Canadians already feeling mounting pressure from higher interest rates

  10/24/2017 |   SHARE
Posted in Financial Health by Stephen Gale | Back to Main Blog Page

Debt Stress Frustration

According to the results of a new poll conducted by a leading insolvency firm, fully one-third of Canadians indicated that they are already feeling the pinch of increasing interest rates.

A significant proportion of the respondents in the MNP Ltd. survey also indicated fears about additional increases. 40% stated that they will be in financial trouble if interest rates go up further, and 46% said that they are concerned about their ability to service their debts in the current environment of rate increases.

Most crucially, 28% admitted that rising interest rates could move them towards bankruptcy.

“It’s clear that people are nowhere near prepared for a higher rate environment. The good news is that there seems to be at least the acknowledgment now that rates are going to climb which might make people reassess their spending habits – especially using credit,” MNP president Grant Bazian said.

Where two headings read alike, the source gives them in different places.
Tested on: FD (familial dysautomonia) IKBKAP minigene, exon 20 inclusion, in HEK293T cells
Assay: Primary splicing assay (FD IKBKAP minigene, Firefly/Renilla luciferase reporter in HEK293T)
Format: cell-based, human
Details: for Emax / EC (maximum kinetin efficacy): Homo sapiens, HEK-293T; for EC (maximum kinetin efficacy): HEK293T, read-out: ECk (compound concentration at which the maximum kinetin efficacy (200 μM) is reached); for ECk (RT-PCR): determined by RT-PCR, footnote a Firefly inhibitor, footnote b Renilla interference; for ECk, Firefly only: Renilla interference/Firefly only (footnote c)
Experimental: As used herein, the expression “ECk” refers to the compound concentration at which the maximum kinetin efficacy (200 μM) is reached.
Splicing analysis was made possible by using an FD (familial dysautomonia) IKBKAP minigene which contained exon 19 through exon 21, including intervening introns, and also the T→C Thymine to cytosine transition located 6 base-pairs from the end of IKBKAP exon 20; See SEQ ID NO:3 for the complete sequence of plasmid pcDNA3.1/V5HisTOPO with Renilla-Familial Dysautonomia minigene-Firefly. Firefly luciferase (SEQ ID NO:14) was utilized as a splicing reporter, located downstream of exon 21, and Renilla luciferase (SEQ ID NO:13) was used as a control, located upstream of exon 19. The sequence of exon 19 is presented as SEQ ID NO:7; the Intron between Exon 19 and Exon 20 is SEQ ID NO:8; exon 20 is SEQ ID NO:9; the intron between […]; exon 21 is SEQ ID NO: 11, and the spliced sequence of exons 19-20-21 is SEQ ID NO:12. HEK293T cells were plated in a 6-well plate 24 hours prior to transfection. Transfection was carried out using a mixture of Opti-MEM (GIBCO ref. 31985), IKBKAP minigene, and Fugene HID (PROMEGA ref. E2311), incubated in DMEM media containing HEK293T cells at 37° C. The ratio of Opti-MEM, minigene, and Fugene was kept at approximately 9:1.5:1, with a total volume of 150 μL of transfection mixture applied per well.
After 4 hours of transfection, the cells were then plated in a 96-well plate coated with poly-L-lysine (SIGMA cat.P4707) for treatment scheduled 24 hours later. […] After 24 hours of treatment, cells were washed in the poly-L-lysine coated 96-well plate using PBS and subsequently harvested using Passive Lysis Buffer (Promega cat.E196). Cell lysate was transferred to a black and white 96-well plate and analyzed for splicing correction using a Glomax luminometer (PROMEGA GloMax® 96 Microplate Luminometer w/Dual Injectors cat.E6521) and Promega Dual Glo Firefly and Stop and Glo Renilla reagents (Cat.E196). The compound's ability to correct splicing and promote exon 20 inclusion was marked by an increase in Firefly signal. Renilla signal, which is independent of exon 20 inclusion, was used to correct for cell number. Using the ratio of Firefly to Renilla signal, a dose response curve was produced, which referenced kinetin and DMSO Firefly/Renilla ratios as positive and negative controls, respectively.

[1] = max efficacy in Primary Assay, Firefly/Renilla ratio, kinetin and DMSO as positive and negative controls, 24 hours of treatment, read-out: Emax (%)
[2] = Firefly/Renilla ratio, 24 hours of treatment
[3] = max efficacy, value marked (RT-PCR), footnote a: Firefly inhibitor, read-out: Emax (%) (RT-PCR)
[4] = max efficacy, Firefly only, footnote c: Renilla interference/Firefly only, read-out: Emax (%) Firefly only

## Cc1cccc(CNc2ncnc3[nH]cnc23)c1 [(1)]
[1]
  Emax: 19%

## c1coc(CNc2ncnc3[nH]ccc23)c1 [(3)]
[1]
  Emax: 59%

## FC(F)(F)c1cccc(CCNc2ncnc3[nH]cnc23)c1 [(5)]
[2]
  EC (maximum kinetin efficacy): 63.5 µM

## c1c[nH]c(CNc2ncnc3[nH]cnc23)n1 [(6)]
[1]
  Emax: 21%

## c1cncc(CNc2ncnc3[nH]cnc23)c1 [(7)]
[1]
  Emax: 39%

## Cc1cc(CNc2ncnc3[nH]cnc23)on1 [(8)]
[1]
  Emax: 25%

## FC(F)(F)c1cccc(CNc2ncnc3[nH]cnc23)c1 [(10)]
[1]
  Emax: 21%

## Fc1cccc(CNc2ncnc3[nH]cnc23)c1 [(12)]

Compared to the last edition of the poll in June 2017, the average Canadian is now saying they have $149 less at the end of the month after paying bills and debt obligations, although their perceived ability to absorb a 1% interest rate increase improved only slightly. The respondents’ confidence declined sharply when asked about their ability to absorb $130 in interest payments on debt.

“People are far less optimistic when we actually break down the potential dollar amount increase in debt servicing costs. This indicates that many haven’t done the calculations or they don’t understand specifically how rate increases will impact their payments,” Bazian explained.

“Small rate hikes don’t radically change household finances. The point here is that heavily-indebted Canadians, many of whom have no emergency savings, already don’t have enough money to cover their basic living costs. They’ve been using credit to make ends meet. In a higher rate environment, their lifestyle becomes unaffordable.”

Canada, Household Debt, NonMortgage Debt, Personal Finance

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